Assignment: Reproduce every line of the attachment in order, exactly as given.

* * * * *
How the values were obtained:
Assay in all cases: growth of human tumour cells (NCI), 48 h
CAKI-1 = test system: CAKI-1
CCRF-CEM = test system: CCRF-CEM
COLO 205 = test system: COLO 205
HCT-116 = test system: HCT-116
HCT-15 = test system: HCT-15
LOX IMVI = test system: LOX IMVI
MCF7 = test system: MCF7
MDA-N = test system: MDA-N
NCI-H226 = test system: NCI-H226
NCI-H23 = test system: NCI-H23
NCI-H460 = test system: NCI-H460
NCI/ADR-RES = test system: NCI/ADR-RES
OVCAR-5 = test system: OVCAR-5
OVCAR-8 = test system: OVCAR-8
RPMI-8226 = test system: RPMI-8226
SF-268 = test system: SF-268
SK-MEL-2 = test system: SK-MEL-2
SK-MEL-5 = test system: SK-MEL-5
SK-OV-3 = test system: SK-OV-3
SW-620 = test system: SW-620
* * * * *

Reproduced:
How the values were obtained:
Assay in all cases: growth of human tumour cells (NCI), 48 h
CAKI-1 = test system: CAKI-1
CCRF-CEM = test system: CCRF-CEM
COLO 205 = test system: COLO 205
HCT-116 = test system: HCT-116
HCT-15 = test system: HCT-15
LOX IMVI = test system: LOX IMVI
MCF7 = test system: MCF7
MDA-N = test system: MDA-N
NCI-H226 = test system: NCI-H226
NCI-H23 = test system: NCI-H23
NCI-H460 = test system: NCI-H460
NCI/ADR-RES = test system: NCI/ADR-RES
OVCAR-5 = test system: OVCAR-5
OVCAR-8 = test system: OVCAR-8
RPMI-8226 = test system: RPMI-8226
SF-268 = test system: SF-268
SK-MEL-2 = test system: SK-MEL-2
SK-MEL-5 = test system: SK-MEL-5
SK-OV-3 = test system: SK-OV-3
SW-620 = test system: SW-620